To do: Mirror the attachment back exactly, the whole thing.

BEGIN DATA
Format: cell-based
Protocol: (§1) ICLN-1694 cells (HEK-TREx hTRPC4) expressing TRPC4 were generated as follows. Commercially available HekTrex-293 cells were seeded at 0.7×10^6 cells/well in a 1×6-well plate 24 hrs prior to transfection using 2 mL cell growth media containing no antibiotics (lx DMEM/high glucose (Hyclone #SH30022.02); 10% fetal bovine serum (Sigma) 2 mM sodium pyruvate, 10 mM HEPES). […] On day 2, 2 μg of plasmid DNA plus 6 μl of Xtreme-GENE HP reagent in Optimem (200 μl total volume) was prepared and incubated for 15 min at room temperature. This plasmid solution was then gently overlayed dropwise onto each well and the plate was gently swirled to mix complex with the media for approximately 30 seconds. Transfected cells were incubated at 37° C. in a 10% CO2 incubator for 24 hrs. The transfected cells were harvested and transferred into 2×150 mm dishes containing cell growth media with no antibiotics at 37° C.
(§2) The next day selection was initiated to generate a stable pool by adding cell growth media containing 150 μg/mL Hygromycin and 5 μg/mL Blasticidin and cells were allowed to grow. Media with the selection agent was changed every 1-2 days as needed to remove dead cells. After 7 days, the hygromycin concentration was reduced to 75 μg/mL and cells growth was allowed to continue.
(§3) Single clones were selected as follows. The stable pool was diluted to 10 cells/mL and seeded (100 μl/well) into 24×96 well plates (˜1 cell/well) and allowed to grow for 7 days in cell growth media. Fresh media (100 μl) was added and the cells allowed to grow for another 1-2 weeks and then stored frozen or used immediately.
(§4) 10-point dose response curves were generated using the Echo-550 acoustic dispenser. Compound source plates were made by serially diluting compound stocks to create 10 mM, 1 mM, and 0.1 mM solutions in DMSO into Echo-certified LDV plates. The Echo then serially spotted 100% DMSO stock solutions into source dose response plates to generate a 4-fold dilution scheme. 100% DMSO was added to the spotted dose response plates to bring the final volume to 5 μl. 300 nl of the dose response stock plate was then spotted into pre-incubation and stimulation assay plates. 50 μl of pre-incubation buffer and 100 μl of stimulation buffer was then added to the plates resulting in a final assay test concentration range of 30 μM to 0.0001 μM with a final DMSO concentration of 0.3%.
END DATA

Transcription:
Format: cell-based
Protocol: (§1) ICLN-1694 cells (HEK-TREx hTRPC4) expressing TRPC4 were generated as follows. Commercially available HekTrex-293 cells were seeded at 0.7×10^6 cells/well in a 1×6-well plate 24 hrs prior to transfection using 2 mL cell growth media containing no antibiotics (lx DMEM/high glucose (Hyclone #SH30022.02); 10% fetal bovine serum (Sigma) 2 mM sodium pyruvate, 10 mM HEPES). […] On day 2, 2 μg of plasmid DNA plus 6 μl of Xtreme-GENE HP reagent in Optimem (200 μl total volume) was prepared and incubated for 15 min at room temperature. This plasmid solution was then gently overlayed dropwise onto each well and the plate was gently swirled to mix complex with the media for approximately 30 seconds. Transfected cells were incubated at 37° C. in a 10% CO2 incubator for 24 hrs. The transfected cells were harvested and transferred into 2×150 mm dishes containing cell growth media with no antibiotics at 37° C.
(§2) The next day selection was initiated to generate a stable pool by adding cell growth media containing 150 μg/mL Hygromycin and 5 μg/mL Blasticidin and cells were allowed to grow. Media with the selection agent was changed every 1-2 days as needed to remove dead cells. After 7 days, the hygromycin concentration was reduced to 75 μg/mL and cells growth was allowed to continue.
(§3) Single clones were selected as follows. The stable pool was diluted to 10 cells/mL and seeded (100 μl/well) into 24×96 well plates (˜1 cell/well) and allowed to grow for 7 days in cell growth media. Fresh media (100 μl) was added and the cells allowed to grow for another 1-2 weeks and then stored frozen or used immediately.
(§4) 10-point dose response curves were generated using the Echo-550 acoustic dispenser. Compound source plates were made by serially diluting compound stocks to create 10 mM, 1 mM, and 0.1 mM solutions in DMSO into Echo-certified LDV plates. The Echo then serially spotted 100% DMSO stock solutions into source dose response plates to generate a 4-fold dilution scheme. 100% DMSO was added to the spotted dose response plates to bring the final volume to 5 μl. 300 nl of the dose response stock plate was then spotted into pre-incubation and stimulation assay plates. 50 μl of pre-incubation buffer and 100 μl of stimulation buffer was then added to the plates resulting in a final assay test concentration range of 30 μM to 0.0001 μM with a final DMSO concentration of 0.3%.